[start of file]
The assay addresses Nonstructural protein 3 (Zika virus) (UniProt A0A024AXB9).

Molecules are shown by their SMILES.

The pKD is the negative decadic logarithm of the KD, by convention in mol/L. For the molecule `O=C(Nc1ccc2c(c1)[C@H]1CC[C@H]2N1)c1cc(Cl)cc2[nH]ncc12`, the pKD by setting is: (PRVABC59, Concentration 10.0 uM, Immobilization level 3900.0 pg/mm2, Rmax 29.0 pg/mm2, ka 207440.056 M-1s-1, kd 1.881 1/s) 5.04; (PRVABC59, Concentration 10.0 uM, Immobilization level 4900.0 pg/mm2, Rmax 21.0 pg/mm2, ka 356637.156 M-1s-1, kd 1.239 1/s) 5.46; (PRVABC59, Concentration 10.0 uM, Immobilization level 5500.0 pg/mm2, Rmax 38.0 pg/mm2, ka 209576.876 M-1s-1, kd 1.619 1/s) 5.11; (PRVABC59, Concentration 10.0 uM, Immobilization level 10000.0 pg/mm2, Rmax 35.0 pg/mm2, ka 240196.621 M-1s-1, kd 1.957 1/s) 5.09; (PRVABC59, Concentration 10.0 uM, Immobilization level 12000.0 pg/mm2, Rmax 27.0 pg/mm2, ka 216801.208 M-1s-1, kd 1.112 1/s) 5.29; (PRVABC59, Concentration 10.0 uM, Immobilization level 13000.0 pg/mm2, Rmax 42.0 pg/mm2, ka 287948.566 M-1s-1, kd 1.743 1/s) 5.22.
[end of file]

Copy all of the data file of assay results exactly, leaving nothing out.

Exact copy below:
The assay addresses Nonstructural protein 3 (Zika virus) (UniProt A0A024AXB9).

Molecules are shown by their SMILES.

The pKD is the negative decadic logarithm of the KD, by convention in mol/L. For the molecule `O=C(Nc1ccc2c(c1)[C@H]1CC[C@H]2N1)c1cc(Cl)cc2[nH]ncc12`, the pKD by setting is: (PRVABC59, Concentration 10.0 uM, Immobilization level 3900.0 pg/mm2, Rmax 29.0 pg/mm2, ka 207440.056 M-1s-1, kd 1.881 1/s) 5.04; (PRVABC59, Concentration 10.0 uM, Immobilization level 4900.0 pg/mm2, Rmax 21.0 pg/mm2, ka 356637.156 M-1s-1, kd 1.239 1/s) 5.46; (PRVABC59, Concentration 10.0 uM, Immobilization level 5500.0 pg/mm2, Rmax 38.0 pg/mm2, ka 209576.876 M-1s-1, kd 1.619 1/s) 5.11; (PRVABC59, Concentration 10.0 uM, Immobilization level 10000.0 pg/mm2, Rmax 35.0 pg/mm2, ka 240196.621 M-1s-1, kd 1.957 1/s) 5.09; (PRVABC59, Concentration 10.0 uM, Immobilization level 12000.0 pg/mm2, Rmax 27.0 pg/mm2, ka 216801.208 M-1s-1, kd 1.112 1/s) 5.29; (PRVABC59, Concentration 10.0 uM, Immobilization level 13000.0 pg/mm2, Rmax 42.0 pg/mm2, ka 287948.566 M-1s-1, kd 1.743 1/s) 5.22.